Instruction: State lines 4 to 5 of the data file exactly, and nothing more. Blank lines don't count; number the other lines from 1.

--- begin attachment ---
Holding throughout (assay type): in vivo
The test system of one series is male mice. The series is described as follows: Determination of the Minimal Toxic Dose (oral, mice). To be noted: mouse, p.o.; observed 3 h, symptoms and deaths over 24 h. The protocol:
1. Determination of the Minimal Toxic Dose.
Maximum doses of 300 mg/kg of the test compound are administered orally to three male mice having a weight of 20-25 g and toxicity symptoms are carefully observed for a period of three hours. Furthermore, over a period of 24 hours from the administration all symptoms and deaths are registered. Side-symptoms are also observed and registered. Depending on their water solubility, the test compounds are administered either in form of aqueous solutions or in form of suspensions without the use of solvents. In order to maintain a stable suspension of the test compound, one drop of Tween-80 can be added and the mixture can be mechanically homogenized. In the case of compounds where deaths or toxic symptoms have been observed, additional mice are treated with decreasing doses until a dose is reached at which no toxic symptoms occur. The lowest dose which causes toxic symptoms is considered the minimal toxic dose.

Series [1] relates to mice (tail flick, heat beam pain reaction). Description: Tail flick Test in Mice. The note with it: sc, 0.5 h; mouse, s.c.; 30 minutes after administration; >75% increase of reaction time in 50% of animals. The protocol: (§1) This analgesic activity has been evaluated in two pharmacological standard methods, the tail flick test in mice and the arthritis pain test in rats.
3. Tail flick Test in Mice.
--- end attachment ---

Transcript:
Maximum doses of 300 mg/kg of the test compound are administered orally to three male mice having a weight of 20-25 g and toxicity symptoms are carefully observed for a period of three hours. Furthermore, over a period of 24 hours from the administration all symptoms and deaths are registered. Side-symptoms are also observed and registered. Depending on their water solubility, the test compounds are administered either in form of aqueous solutions or in form of suspensions without the use of solvents. In order to maintain a stable suspension of the test compound, one drop of Tween-80 can be added and the mixture can be mechanically homogenized. In the case of compounds where deaths or toxic symptoms have been observed, additional mice are treated with decreasing doses until a dose is reached at which no toxic symptoms occur. The lowest dose which causes toxic symptoms is considered the minimal toxic dose.

Series [1] relates to mice (tail flick, heat beam pain reaction). Description: Tail flick Test in Mice. The note with it: sc, 0.5 h; mouse, s.c.; 30 minutes after administration; >75% increase of reaction time in 50% of animals. The protocol: (§1) This analgesic activity has been evaluated in two pharmacological standard methods, the tail flick test in mice and the arthritis pain test in rats.